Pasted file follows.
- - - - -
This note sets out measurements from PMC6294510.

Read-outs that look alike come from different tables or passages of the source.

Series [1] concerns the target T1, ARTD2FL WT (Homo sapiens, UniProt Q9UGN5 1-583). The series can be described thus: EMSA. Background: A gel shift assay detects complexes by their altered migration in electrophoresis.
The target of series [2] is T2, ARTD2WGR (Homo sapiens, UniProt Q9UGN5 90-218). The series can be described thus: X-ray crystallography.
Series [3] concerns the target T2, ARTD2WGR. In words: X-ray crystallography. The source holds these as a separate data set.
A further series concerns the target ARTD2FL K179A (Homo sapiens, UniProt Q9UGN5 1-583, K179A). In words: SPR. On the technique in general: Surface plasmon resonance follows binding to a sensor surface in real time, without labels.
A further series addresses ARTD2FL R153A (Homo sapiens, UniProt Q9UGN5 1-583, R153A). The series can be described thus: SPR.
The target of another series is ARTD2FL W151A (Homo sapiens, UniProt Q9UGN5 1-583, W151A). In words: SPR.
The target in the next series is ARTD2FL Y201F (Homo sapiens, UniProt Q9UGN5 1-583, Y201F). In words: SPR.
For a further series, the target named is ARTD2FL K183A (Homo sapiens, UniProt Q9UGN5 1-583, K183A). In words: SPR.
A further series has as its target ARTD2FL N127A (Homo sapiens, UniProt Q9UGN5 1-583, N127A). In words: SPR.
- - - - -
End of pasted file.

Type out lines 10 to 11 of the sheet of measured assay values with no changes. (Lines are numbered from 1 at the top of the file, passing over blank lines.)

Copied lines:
For a further series, the target named is ARTD2FL K183A (Homo sapiens, UniProt Q9UGN5 1-583, K183A). In words: SPR.
A further series has as its target ARTD2FL N127A (Homo sapiens, UniProt Q9UGN5 1-583, N127A). In words: SPR.